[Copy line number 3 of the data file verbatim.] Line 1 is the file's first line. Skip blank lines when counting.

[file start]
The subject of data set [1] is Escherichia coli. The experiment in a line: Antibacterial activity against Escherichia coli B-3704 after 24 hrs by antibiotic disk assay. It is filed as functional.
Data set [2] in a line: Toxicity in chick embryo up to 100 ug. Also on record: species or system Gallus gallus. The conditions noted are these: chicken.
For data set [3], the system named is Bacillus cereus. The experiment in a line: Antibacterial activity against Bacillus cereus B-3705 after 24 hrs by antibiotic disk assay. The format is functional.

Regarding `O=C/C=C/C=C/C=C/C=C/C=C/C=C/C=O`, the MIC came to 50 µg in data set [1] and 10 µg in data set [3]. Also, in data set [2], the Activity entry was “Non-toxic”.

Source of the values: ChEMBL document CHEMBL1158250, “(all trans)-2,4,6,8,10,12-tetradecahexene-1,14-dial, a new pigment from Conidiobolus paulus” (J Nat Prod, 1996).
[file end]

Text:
For data set [3], the system named is Bacillus cereus. The experiment in a line: Antibacterial activity against Bacillus cereus B-3705 after 24 hrs by antibiotic disk assay. The format is functional.